“So you got it right,” it said. Surprisingly, its voice was well modulated, sounding somewhat like Rush Limbaugh. “You get to live a while longer. You’d be surprised at how many writers flub it. You guys aren’t the brightest bulbs in the chandelier.”
“What…what happened to the ones who screwed up?”
The demon grinned. “Let’s just say they have their library cards…revoked.”
It looked at me, cocked its head. “So what do you want?”
I gathered my dwindling courage. “Reviews,” I whispered. “I need reviews for my new book.”
The demon shook its head. “Amazing. You’re the fifty-seventh writer in a row to use that review spell. I mean, why not ask to write the perfect book? Or, hell, to just sell some? But no, all you guys want is reviews.”
“From what I’ve learned, they’re the one necessity to establishing credentials as a legit author. They’re the Holy…”
“Grail. I’ve heard that line ad nauseum. Oh, well, if it’s reviews you seek, it’s reviews you’ll get. They’ll all come from dead people, souls doing time in Hell, but who will know? I don’t believe even Amazon’s algorithms have become that sophisticated.”
“Dead folks? That kind of seems like cheating.”
“Hey, dead people vote in elections every year. If it works for politicians…”
“Oh, yeah. I see your point.”
“And, anyway, beggars can’t be choosers.” It scowled at me again. “I seem to sense I’m your last hope.”
“Can you really do it? Get me reviews, I mean?”
“Sure. I’m a demon. I can do just about anything.” Its gaze was hot and eager. “Of course, there’s the small matter of my fee.”
“Not ten thousand dollars, I hope.”
“I’m not that greedy. All it will take for a shitload of reviews to appear on your book page is the soul of your first born.” It looked at a document that had suddenly appeared in its hand. “That would be first name, Josh, middle name, Daniel, would it not?”
“Now wait a minute. You think I’m going to grant you my son’s soul just to get reviews for my book…”
The demon rocked back, clearly surprised. “Well. Never thought I’d hear an author turn down that deal. They usually jump right on it.”
“…without some kind of guarantee? And what did you say, I didn’t get that last part.”
It sighed. “Never mind.”
The demon produced a contract, flipped it across the pentagram barrier. “Just sign by the X, and throw it back. You’ll see a mix of four and five star reviews appearing on your book page, starting right after I get your John Henry.”
“And what will happen to Josh?”
“Hey, no worries. You won’t be seeing him again, but I’m sure you have pictures.”
I hesitated for a minute, then sighed. “I’ll have to think about it.” I wadded the unsigned contract and tossed it back to the demon.
He smiled a knowing smile. “Sure you do. When you’re ready, just summon me again. I’ll be around.”
With a pop, the demon vanished.
It’s now been a week since I summoned the demon, and I’m still undecided. Right now, I’m sitting at my writing desk, contemplating what to do. I still have no reviews, and time, as they say, is a-wasting. Should I sell Josh’s soul to the demon for a wealth of book reviews?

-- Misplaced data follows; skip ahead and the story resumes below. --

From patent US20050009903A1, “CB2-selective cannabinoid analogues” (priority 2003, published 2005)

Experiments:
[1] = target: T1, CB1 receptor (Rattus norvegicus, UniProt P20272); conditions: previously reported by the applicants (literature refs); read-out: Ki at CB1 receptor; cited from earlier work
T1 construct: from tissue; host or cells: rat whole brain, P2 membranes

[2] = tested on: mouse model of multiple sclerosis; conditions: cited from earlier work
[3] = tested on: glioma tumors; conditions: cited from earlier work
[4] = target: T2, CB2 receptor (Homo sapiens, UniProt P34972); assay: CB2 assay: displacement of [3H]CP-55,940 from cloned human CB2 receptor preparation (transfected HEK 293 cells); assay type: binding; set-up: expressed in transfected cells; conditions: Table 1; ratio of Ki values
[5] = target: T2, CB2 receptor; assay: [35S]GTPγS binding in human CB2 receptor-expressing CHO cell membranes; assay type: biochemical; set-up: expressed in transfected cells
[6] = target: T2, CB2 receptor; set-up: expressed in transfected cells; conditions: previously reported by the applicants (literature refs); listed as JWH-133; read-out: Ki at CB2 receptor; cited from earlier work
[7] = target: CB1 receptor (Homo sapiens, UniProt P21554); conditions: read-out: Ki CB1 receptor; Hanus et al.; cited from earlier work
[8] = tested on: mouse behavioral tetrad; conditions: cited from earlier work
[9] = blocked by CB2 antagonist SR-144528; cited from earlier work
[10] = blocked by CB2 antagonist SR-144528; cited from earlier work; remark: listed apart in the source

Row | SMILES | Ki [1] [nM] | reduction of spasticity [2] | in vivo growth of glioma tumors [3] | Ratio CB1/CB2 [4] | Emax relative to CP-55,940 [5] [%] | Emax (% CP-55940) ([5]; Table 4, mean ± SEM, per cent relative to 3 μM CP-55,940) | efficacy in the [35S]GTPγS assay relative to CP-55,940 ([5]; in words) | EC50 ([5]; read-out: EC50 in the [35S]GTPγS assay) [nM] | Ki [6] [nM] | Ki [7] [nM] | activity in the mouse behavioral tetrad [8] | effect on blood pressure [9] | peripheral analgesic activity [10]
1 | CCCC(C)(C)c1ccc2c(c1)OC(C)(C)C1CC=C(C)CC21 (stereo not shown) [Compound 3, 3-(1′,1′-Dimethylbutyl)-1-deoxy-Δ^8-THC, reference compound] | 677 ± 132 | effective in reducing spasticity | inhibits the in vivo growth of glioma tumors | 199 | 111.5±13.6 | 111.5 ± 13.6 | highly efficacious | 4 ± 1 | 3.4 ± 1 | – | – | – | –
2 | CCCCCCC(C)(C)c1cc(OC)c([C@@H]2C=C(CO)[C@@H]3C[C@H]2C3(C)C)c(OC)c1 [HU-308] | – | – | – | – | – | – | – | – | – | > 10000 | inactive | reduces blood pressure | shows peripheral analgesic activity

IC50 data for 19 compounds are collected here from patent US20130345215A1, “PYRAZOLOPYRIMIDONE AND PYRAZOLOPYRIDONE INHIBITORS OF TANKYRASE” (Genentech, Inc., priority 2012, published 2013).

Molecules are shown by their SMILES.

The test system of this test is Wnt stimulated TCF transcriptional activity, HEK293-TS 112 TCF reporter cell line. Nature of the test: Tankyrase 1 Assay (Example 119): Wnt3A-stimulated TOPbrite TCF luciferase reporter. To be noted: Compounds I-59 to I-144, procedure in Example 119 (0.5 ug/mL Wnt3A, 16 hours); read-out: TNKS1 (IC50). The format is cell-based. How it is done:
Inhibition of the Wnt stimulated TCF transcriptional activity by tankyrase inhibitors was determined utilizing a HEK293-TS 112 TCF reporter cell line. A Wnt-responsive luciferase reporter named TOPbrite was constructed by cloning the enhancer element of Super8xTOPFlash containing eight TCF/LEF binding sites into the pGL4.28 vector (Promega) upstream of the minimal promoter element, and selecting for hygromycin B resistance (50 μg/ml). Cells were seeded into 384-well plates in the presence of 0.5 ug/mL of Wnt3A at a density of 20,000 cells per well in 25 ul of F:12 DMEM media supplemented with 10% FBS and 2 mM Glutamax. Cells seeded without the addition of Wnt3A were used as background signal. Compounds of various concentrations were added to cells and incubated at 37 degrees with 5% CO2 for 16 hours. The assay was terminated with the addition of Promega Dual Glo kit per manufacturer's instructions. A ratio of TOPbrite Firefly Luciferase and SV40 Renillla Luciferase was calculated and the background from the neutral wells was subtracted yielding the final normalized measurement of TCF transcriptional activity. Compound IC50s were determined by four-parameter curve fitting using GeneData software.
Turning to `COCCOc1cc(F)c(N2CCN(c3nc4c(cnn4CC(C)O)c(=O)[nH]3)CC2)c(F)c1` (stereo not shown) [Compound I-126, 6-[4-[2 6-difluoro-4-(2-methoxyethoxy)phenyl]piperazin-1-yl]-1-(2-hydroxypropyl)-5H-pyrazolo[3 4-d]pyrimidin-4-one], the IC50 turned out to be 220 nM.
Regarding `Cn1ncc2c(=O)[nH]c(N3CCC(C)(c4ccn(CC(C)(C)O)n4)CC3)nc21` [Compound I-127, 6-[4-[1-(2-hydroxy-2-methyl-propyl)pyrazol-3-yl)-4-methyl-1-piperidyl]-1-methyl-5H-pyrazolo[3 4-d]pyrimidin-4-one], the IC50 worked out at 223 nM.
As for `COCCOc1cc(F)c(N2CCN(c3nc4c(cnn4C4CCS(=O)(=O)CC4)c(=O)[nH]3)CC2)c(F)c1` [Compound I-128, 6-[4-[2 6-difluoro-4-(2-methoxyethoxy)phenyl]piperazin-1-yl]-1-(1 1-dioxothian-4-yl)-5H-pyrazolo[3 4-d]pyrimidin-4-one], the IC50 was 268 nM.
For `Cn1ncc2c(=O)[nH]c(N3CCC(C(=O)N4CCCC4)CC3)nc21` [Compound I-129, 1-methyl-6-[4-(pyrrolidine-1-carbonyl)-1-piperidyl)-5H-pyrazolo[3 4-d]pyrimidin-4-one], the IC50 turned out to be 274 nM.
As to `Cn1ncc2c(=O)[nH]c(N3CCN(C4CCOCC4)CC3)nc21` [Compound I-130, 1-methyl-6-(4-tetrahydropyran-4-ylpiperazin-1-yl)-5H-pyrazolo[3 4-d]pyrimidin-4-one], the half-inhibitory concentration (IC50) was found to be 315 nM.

It’s tempting, I must say.
I’ll have to ponder on it some more.
The phone rang, and I answered it. Heavy breathing. Then “You that sorry writer feller? We’re gonna fix you. Gonna egg yer car. Toilet paper yer house…”
“Uh, ain’t no Booger here. We’re gonna, ah, pull up yer flowers…”
“Booger, I know that’s you.”
“No it ain’t. It ain’t me!” Click. The line went dead.
That Booger. Boy can hold a grudge.
The phone rang again. Sighing, I answered.
“Hello, Rickard my friend. Just call to ask why you miss first payment on loan? I think maybe I send two associates to give you attitude adjustment.”
Sweating, I hung up fast.
Yet again, the phone rang.
“Dad.” It was Josh, sounding a bit irritated. “Everywhere I go, there’s this pesky demon following me around. You wouldn’t know anything about that, would you?”
“Nooooo, not a thing, son.”
“Dad. It’s salivating.”
“Sorry, son. Gotta go.” Click.
I think my Holy Quest for reviews was a bust. All I’ve accomplished so far is to piss off a friend, become indebted to the Russian mob, and irk my son.
But, more importantly, I still have no reviews for my book. And the clock is ticking.
Maybe this review business is the wrong way to go. Maybe the Holy Grail is a crock of shit.
I’m pondering switching strategies. There’s this fine writer named Dean Wesley Smith. Dean advises that writers just write the next book. Then the next. And quickly. Churn out the best work you can, and let the chips fall where they may.
Unfortunately, ol’ Dean is a true phenom. He’s writes fast. Lightning fast. Like Tesla crossed with Ben Franklin’s kite spliced to Dr. Frankenstein’s electric monster-animating thingy. Like Isaac Asimov on steroids, he produces great writing at warp speed.
Me? My writing’s more like spilling a vat of molasses in winter.
But the more I think about it, the more my introverted soul just wants to write the next book. And the next. Even if the writing comes at a snail’s pace. If the books are good, reviews should follow organically. And so will the fans.
If not…well, I have a connection with this certain demon…